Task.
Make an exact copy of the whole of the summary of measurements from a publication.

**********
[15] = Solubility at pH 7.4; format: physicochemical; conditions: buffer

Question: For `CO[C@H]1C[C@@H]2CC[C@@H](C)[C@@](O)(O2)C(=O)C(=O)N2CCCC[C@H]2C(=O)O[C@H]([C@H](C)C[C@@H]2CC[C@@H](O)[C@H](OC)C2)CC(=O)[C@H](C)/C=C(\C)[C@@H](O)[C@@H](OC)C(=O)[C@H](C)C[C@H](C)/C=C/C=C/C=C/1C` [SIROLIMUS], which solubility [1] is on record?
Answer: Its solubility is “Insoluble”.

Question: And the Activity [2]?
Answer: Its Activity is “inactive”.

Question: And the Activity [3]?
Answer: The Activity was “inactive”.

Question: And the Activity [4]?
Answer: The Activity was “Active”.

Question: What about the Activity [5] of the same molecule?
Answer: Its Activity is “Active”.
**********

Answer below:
[15] = Solubility at pH 7.4; format: physicochemical; conditions: buffer

Question: For `CO[C@H]1C[C@@H]2CC[C@@H](C)[C@@](O)(O2)C(=O)C(=O)N2CCCC[C@H]2C(=O)O[C@H]([C@H](C)C[C@@H]2CC[C@@H](O)[C@H](OC)C2)CC(=O)[C@H](C)/C=C(\C)[C@@H](O)[C@@H](OC)C(=O)[C@H](C)C[C@H](C)/C=C/C=C/C=C/1C` [SIROLIMUS], which solubility [1] is on record?
Answer: Its solubility is “Insoluble”.

Question: And the Activity [2]?
Answer: Its Activity is “inactive”.

Question: And the Activity [3]?
Answer: The Activity was “inactive”.

Question: And the Activity [4]?
Answer: The Activity was “Active”.

Question: What about the Activity [5] of the same molecule?
Answer: Its Activity is “Active”.